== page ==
Is Muntean/Rosenblum the Instagram’s forerunner?


Stefano Pirovano  -  February 8, 2019

A decade before the social networks were born Muntean/Rosenblum had questioned the Instagram format, and predicted its consequences.

Muntean/Rosenblum, untitled [The sky’s a cloth…], 2018, oil / canvas, 85 × 126 cm, courtesy of Muntean/Rosenblum, Galerie Ron Mandos, Amsterdam.

Muntean/Rosenblum, Untitled [The sky’s a cloth…], 2018, oil on canvas, 85 × 126 cm. Courtesy of Muntean/Rosenblum, Galerie Ron Mandos, Amsterdam.

Premise. Muntean/Rosenblum is a single artist. That is to say, as it often happens in these cases (look for instance at Guyton/Walker or Lutz/Guggisberg), the creative identity which bears the surnames of the two people making it counts more than their sum, and it has become something different from them. In a recent chat we had with Adi Rosenblum, she explained us that her relationship with Markus Muntean, who is also her life partner, has generated over the years something that goes beyond the couple itself. ‘We are together day and night. We share work and life. I think I could say by now that, at least on a professional level, but maybe on a personal one too, we have become one‘.

Muntean/Rosenblum

Muntean/Rosenblum, Untitled („Guilt, by reminding …“), 1999,
acrylic on canvas, 170 x 135 cm.

The recent solo-shows at MOCAK in Krakow and at MAC in A Coruña have certainly marked a turning point in Muntean/Rosenblum’s work. Now the performances that ‘happen’ with the paintings on the opening day keep on existing independently on Youtube. The cuts on the actors’ faces at MOCAK are still bleeding. ‘This is something we have been interested in for a very long time. There is a deep similarity between the artistic performances and the videos a lot of people spontaneously upload on Youtube. We believe that to a certain extent this platform can be compared to a museum‘. And because the public dimension of the artwork has been food for thought for Muntean/Rosenblum since their debut in the early 1990s, the choice of ‘existing’ on a platform like Youtube seems to come as the most natural consequence. ‘At this point – explains Rosenblum – it is not even necessary to say that we are dealing with art’. They’d rather be part of the flow instead of declaring a specific goal’.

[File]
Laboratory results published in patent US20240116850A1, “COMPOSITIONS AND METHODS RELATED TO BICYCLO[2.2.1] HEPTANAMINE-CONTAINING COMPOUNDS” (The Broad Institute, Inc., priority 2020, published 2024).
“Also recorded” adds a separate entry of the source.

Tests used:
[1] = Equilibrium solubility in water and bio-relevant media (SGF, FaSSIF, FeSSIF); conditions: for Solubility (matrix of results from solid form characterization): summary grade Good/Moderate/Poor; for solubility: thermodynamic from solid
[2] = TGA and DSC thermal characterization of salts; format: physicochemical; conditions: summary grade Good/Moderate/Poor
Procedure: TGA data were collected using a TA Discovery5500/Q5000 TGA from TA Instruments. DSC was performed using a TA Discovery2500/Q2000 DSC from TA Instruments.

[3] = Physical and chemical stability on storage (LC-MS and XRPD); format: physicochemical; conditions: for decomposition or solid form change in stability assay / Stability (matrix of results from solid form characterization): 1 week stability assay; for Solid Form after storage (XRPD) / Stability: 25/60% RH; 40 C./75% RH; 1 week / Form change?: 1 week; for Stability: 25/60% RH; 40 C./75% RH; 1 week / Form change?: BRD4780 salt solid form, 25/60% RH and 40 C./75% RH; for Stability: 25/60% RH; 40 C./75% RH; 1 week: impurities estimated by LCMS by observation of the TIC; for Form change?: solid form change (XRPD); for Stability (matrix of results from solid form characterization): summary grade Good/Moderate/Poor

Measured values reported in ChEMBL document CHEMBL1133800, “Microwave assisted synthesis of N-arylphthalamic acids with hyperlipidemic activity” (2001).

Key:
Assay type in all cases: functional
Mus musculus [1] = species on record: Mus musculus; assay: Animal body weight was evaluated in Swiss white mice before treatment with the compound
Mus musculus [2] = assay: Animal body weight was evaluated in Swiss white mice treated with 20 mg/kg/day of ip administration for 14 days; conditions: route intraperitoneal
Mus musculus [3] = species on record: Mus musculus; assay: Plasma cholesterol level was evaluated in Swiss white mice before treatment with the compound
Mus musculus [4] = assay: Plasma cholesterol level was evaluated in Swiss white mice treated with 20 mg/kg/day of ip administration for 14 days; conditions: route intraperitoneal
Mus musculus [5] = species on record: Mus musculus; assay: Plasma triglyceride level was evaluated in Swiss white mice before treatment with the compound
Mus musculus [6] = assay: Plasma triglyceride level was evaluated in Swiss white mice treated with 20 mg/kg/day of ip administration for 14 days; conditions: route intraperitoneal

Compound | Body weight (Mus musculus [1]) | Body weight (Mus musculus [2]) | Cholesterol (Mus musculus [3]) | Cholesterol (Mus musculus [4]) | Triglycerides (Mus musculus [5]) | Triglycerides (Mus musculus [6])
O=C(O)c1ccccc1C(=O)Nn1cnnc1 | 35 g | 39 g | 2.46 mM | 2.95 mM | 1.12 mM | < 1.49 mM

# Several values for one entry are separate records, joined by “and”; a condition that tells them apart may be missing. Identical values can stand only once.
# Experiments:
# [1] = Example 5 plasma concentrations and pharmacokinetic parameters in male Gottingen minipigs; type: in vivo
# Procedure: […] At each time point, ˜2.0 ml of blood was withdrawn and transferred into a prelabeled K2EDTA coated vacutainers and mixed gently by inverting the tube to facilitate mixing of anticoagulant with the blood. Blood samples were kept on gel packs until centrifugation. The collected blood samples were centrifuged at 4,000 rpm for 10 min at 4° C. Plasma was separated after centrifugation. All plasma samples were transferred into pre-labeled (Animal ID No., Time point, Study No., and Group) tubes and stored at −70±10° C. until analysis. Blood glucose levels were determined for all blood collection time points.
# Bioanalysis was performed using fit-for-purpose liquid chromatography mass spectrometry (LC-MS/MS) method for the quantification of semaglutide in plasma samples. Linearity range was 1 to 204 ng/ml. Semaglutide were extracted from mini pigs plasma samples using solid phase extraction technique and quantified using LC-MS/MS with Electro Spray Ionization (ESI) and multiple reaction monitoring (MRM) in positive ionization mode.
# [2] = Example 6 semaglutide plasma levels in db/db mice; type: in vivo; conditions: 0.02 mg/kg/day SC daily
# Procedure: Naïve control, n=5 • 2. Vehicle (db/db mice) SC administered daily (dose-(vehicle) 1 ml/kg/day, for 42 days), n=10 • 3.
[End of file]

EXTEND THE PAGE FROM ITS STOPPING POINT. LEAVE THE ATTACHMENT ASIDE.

Muntean/Rosenblum. The prophecy.

From Youtube to Instagram, it is but a short step. A more controversial and interesting issue seems to be coming up here. Indeed, whoever is familiar with the pictorial work of Muntean/Rosenblum as well as with the most popular social networking platform of today (at least for the art world) may have noticed a unique similarity. Two decades before Instagram summed up Facebook and Twitter thereby achieving the best combination of image and text, Muntean/Rosenblum had already started working on this very same relationship, with a format which was very similar to the one Instagram is known for. This similarity is even more thought-provoking if you think that, at least until a certain point, Instagram used only square photos.

Muntean/Rosenblum

Muntean/Rosenblum, Untitled („Before we know it…“), 2000,
acrylic on canvas, 200 x 250 cm.

In this respect Adi Rosenblum asserts ‘the market tends to provide a far too narrow interpretation of what painting actually is‘. Fair enough. Some social networks show once again how the image goes beyond the essence of the very same piece of art. The Mona Lisa ‘exists’ as an image in books, on the web, and million of people know it through channels and supports which are very different from the museum and the poplar wood panel it was painted on. The object is unique, while the image is endless. The same law generally distinguishes the object-work from its image, which is indeed protected by a bunch of negotiable rights. Social networks are thus a fundamental vehicle for the image before than for the painting, a vehicle ‘that we are interested in experimenting‘ explains Rosenblum. However social networks, particularly Instagram, are something that the painting of Muntean/Rosenblum has somehow been able to predict. The arts anticipate the effects: ‘In the past many people noticed how the characters of our paintings rarely communicate with each other, not even when they are grouped together. That same form of individualism we attempted to convey can be currently found in the billion of selfies that are posted everyday on the social media‘.